Background: In 2020, the world was surprised by the spread and mass contamination of the new Coronavirus (COVID-19). COVID-19 produces symptoms ranging from a common cold to severe symptoms that can lead to death. Several strategies have been implemented to improve the well-being of patients during their hospitalization, and virtual reality (VR) has been used. However, whether patients hospitalized for COVID-19 can benefit from this intervention remains unclear. Therefore, this study aimed to investigate whether VR contributes to the control of pain symptoms, the sensation of dyspnea, perception of well-being, anxiety, and depression in patients hospitalized with COVID-19. Methods: A randomized, double-blind clinical trial was designed. Patients underwent a single session of VR and usual care. The experimental group (n = 22) received VR content to promote relaxation, distraction, and stress relief, whereas the control group (n = 22) received non-specific VR content. Results: The experimental group reported a significant decrease in tiredness, shortness of breath, anxiety, and an increase in the feeling of well-being, whereas the control group showed improvement only in the tiredness and anxiety. Conclusions: VR is a resource that may improve the symptoms of tiredness, shortness of breath, anxiety, and depression in patients hospitalized with COVID-19. Future studies should investigate the effect of multiple VR sessions on individuals with COVID-19.

Rodrigues, I., Lima, A., Dos Santos, A., Santos, A., Nascimento, L., Serra, M., et al. (2022). A Single Session of Virtual Reality Improved Tiredness, Shortness of Breath, Anxiety, Depression and Well-Being in Hospitalized Individuals with COVID-19: A Randomized Clinical Trial. JOURNAL OF PERSONALIZED MEDICINE, 12(5) [10.3390/jpm12050829].

A Single Session of Virtual Reality Improved Tiredness, Shortness of Breath, Anxiety, Depression and Well-Being in Hospitalized Individuals with COVID-19: A Randomized Clinical Trial

Piscitelli D.;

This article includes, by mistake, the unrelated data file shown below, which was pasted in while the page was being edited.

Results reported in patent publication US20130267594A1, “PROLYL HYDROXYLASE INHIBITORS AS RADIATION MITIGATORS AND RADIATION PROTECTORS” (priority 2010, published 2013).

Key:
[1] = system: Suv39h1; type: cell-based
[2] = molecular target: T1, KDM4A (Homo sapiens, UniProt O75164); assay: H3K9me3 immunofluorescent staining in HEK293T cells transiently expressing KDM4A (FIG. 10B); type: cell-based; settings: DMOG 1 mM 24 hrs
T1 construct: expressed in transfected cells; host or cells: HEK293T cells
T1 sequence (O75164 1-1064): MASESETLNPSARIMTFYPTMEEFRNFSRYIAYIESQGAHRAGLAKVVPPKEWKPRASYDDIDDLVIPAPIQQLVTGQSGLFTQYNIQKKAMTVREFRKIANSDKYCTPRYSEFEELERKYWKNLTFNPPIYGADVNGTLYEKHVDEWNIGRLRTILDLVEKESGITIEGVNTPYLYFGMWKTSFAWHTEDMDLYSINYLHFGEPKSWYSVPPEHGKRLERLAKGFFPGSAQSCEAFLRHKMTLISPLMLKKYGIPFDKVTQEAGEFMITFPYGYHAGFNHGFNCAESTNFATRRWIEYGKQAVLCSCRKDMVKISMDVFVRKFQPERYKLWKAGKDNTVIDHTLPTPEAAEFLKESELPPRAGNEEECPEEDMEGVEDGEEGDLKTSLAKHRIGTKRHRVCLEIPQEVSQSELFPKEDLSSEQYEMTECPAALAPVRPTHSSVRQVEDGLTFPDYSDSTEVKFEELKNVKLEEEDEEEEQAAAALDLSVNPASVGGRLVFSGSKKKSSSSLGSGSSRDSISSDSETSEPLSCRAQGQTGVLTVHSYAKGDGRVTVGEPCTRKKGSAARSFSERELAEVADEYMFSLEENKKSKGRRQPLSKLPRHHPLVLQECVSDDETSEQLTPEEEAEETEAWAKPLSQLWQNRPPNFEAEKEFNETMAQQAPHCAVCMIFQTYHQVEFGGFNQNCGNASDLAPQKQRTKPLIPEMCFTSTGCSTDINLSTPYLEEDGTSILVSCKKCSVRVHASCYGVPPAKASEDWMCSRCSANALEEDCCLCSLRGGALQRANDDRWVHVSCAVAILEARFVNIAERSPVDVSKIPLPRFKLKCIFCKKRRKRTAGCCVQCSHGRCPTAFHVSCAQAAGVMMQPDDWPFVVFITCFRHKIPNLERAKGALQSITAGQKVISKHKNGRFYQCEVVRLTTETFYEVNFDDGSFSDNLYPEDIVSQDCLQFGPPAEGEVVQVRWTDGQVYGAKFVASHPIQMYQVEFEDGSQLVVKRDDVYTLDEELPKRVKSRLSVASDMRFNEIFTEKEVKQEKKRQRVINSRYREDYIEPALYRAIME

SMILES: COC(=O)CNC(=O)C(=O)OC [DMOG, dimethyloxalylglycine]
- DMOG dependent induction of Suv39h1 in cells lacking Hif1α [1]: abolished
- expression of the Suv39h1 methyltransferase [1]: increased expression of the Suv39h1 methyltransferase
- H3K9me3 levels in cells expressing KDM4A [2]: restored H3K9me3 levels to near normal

2022

Abstract

Background: In 2020, the world was surprised by the spread and mass contamination of the new Coronavirus (COVID-19). COVID-19 produces symptoms ranging from a common cold to severe symptoms that can lead to death. Several strategies have been implemented to improve the well-being of patients during their hospitalization, and virtual reality (VR) has been used. However, whether patients hospitalized for COVID-19 can benefit from this intervention remains unclear. Therefore, this study aimed to investigate whether VR contributes to the control of pain symptoms, the sensation of dyspnea, perception of well-being, anxiety, and depression in patients hospitalized with COVID-19. Methods: A randomized, double-blind clinical trial was designed. Patients underwent a single session of VR and usual care. The experimental group (n = 22) received VR content to promote relaxation, distraction, and stress relief, whereas the control group (n = 22) received non-specific VR content. Results: The experimental group reported a significant decrease in tiredness, shortness of breath, anxiety, and an increase in the feeling of well-being, whereas the control group showed improvement only in the tiredness and anxiety. Conclusions: VR is a resource that may improve the symptoms of tiredness, shortness of breath, anxiety, and depression in patients hospitalized with COVID-19. Future studies should investigate the effect of multiple VR sessions on individuals with COVID-19.
Articolo in rivista - Articolo scientifico
Scientifica
COVID-19; occupational therapy; symptom assessment; virtual reality; well-being;
English
Rodrigues, I., Lima, A., Dos Santos, A., Santos, A., Nascimento, L., Serra, M., et al. (2022). A Single Session of Virtual Reality Improved Tiredness, Shortness of Breath, Anxiety, Depression and Well-Being in Hospitalized Individuals with COVID-19: A Randomized Clinical Trial. JOURNAL OF PERSONALIZED MEDICINE, 12(5) [10.3390/jpm12050829].
Rodrigues, I; Lima, A; Dos Santos, A; Santos, A; Nascimento, L; Serra, M; Pereira, T; Barbosa, F; Seixas, V; Monte-Silva, K; Scipioni, K; da Cruz, D; Piscitelli, D; Goffredo, M; Gois-Junior, M; Zanona, A
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Utilizza questo identificativo per citare o creare un link a questo documento: http://hdl.handle.net/10281/387804
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